The NTT IndyCar Series is set to begin supplementing physical waved flags at marshaling posts around the track with digital light panels similar to ones seen in other series.
The LED sign boards will be able to convey a range of messages, including local yellow flags, full course yellows, blue flags to indicate that a faster car is approaching, and any other flags a typical marshal post has at its disposal.
By displaying quick and clear messaging to the drivers, the panels represent just one piece an upgraded communication system from EM Motorsport Safety Solutions that will be deployed at all tracks next season.
The system has the ability to instantly report to race control when a light panel’s notification is activated by a local marshal, meaning the race director will immediately be able to see when a local yellow is deployed instead of waiting on a radio call.
The light panels can also be overridden by race control, meaning safety car and red flag messages can be deployed to the whole track with no delays in notification.
IndyCar’s race director Kyle Novak spoke with RACER about the new system, and gave some insight as to how helpful the new system will be for him and his team.
“These light panels are designed to supplement the cloth flags, and sometimes replace them, depending on the circumstance at the marshal post,” said Novak. “So those panels will be operated by the local volunteer marshals, and they’ll display the exact same IndyCar flagging codes as before.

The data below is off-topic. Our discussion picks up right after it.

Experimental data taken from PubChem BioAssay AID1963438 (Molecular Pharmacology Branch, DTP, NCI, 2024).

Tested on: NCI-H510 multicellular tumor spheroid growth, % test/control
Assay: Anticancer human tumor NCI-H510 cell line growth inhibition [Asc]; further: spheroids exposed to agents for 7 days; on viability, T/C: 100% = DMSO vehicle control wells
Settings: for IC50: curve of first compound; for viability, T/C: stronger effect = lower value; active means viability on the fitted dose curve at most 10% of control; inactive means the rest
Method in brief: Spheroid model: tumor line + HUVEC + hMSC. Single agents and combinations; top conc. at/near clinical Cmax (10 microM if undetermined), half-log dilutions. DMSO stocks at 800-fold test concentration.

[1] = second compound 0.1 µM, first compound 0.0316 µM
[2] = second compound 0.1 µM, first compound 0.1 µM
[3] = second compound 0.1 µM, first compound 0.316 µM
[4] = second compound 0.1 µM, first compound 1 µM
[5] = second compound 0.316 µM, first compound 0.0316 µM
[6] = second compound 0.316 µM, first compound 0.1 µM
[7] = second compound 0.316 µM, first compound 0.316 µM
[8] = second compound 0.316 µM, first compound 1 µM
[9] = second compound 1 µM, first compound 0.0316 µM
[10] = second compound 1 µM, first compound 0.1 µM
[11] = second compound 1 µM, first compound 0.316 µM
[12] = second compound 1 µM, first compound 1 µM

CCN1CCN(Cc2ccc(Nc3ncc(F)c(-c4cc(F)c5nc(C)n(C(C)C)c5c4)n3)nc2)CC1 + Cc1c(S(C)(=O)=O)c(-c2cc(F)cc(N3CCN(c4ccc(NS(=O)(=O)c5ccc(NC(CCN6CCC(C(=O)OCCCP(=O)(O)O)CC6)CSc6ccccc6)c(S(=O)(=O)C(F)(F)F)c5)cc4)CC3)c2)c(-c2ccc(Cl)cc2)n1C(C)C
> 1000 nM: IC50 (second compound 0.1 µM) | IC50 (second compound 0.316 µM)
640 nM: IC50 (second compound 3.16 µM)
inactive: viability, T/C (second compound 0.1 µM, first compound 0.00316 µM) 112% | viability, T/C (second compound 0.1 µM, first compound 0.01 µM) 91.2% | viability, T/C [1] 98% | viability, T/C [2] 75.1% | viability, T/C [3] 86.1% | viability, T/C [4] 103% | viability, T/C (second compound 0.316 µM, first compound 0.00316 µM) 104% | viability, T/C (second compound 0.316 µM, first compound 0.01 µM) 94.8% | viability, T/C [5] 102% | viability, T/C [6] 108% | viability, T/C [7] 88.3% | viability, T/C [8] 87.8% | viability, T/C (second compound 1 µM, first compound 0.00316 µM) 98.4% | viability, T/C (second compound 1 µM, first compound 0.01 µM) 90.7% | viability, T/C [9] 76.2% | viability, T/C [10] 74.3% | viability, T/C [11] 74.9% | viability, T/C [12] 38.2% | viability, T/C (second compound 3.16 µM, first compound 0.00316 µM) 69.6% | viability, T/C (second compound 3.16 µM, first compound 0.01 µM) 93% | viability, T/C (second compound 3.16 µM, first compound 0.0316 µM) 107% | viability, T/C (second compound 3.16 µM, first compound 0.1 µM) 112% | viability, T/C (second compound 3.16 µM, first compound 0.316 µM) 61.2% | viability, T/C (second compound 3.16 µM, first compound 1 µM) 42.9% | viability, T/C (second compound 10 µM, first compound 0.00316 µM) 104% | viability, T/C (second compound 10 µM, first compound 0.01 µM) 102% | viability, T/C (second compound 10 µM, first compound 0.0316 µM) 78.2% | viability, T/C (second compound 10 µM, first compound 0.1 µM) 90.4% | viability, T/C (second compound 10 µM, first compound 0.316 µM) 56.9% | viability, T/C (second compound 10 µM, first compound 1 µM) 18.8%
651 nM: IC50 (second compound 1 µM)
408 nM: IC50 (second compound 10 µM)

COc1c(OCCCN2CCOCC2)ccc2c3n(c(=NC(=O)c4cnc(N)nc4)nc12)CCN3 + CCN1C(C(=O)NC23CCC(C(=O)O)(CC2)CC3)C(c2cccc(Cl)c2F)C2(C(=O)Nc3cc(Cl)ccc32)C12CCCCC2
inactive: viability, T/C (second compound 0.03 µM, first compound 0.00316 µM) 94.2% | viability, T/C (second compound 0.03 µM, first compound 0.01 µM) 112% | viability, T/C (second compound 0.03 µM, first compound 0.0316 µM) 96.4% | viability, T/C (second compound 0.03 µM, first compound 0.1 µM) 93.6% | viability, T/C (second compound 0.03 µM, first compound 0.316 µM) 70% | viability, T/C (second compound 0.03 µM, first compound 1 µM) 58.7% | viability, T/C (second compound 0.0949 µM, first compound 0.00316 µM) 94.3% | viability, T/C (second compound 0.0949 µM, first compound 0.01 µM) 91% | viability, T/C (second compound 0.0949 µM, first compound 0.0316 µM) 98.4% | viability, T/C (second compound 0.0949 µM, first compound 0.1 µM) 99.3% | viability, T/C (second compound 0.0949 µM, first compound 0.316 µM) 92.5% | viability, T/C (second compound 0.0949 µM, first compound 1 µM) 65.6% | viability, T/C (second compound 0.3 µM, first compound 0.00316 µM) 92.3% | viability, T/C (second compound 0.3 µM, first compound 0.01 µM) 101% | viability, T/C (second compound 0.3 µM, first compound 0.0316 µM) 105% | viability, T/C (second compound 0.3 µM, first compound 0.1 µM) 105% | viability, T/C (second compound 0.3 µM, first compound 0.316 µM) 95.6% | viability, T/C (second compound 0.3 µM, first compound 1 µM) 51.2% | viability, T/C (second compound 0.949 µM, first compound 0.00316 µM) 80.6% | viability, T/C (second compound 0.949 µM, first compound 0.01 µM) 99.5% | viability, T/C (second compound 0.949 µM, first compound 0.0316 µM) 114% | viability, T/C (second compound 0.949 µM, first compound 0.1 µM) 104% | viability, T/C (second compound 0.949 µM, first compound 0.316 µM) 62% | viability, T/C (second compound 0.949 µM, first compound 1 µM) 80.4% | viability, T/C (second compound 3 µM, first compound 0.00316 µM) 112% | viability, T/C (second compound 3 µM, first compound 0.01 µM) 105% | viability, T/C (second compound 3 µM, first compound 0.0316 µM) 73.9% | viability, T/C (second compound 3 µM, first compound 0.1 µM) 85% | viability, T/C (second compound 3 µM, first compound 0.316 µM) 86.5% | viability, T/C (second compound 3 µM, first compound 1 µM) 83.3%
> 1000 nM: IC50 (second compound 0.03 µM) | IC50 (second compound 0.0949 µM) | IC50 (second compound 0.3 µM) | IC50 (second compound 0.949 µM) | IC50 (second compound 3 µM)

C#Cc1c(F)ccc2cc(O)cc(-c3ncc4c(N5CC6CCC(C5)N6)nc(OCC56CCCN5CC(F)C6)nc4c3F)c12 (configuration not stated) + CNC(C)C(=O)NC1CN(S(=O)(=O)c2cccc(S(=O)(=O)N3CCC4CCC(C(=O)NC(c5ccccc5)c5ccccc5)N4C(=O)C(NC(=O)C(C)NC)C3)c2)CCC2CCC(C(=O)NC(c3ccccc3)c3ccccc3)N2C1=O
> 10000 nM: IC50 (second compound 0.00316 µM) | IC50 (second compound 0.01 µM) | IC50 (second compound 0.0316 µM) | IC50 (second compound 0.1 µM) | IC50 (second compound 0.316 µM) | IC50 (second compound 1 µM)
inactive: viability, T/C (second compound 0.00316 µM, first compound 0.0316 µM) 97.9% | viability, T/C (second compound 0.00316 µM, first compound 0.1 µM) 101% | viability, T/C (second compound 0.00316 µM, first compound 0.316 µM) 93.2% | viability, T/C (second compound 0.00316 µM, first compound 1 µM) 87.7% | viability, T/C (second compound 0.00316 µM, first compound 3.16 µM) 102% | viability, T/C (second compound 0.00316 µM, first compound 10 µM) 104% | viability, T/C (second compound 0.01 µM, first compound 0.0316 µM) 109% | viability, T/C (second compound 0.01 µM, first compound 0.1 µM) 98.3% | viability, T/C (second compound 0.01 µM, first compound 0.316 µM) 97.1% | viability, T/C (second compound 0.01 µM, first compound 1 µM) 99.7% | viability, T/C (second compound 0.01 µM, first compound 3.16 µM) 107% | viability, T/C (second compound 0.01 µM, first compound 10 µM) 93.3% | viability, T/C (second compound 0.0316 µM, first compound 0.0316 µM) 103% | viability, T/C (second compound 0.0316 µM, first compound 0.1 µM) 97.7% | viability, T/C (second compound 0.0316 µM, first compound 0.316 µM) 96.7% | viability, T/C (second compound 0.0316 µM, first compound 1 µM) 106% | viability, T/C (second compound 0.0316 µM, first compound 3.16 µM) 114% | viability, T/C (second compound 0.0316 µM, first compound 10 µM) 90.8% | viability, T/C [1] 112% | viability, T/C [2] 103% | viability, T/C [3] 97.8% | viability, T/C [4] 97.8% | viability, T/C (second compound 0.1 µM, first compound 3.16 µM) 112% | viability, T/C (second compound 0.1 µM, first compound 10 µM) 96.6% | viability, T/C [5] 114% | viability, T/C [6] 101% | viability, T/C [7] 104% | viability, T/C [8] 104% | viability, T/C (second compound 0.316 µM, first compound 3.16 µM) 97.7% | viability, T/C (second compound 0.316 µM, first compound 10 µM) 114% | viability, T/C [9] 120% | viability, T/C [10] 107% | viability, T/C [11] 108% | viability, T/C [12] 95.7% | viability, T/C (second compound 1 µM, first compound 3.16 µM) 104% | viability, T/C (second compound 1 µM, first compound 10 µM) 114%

“So waving yellow, full-course yellow, surface conditions, blue flag, etc. They’ll be operated by the marshals via consoles at each corner. We think that this will enhance visibility and it’ll enhance our tools in race control.
“I think it’s no secret that since we’ve had the upgraded aero kits since 2018, one of the things we’ve been trying to do is emphasize green-flag racing and have more emphasis on local yellow conditions that might lead us to be able to do a local recovery, try to keep the race green.
“And that starts first and foremost with having a system in place with marshaling that allows the drivers to see exactly what they’re up against. We feel like with the speed of the cars, the technology that’s available, and the drivers getting the information they need, that comes with making these flags more visible. You can see these panels from outer space.
“I can’t tell you how many times when there’s been situations where a flag came out late, the driver said they didn’t see it, or it was halfway out, or it was still furled up as it was falling, and that 50 to 100 feet makes a difference.”
Human marshals and physical flags will still be present at most corners, and will act to supplement driver notifications and relay to race control the details of complex situations that can often present themselves in the event of an accident.
Other control possibilities also exist with the added level of precision the upgraded system brings, but advanced features such as virtual safety cars are not yet in the plan for IndyCar.
Look for the new digital signs around the streets of St. Petersburg during the February 27-29 season-opening weekend.